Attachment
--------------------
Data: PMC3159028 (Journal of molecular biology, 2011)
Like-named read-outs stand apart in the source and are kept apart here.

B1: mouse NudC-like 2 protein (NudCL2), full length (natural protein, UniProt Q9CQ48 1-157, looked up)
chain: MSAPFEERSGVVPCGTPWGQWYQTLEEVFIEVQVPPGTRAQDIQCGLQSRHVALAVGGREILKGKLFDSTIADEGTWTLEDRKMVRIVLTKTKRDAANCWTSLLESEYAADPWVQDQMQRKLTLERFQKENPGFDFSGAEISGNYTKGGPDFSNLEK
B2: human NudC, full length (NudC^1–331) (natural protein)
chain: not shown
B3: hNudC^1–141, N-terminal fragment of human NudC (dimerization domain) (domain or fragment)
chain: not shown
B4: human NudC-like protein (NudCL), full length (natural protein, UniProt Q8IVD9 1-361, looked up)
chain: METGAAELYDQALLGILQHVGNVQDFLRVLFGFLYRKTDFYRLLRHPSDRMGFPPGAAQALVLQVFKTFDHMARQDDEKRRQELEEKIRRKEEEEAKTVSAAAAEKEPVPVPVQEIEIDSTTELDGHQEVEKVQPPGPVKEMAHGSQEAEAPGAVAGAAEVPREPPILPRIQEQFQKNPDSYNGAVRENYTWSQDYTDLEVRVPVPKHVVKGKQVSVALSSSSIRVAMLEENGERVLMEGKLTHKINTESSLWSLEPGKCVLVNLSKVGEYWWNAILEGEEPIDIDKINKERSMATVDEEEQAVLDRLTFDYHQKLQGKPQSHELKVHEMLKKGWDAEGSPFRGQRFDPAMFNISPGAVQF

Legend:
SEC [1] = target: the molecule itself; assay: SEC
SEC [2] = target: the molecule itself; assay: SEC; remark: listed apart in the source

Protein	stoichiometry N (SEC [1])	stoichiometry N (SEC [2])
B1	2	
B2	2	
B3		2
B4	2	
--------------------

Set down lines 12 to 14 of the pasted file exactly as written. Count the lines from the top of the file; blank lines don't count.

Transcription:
SEC [1] = target: the molecule itself; assay: SEC
SEC [2] = target: the molecule itself; assay: SEC; remark: listed apart in the source

Protein	stoichiometry N (SEC [1])	stoichiometry N (SEC [2])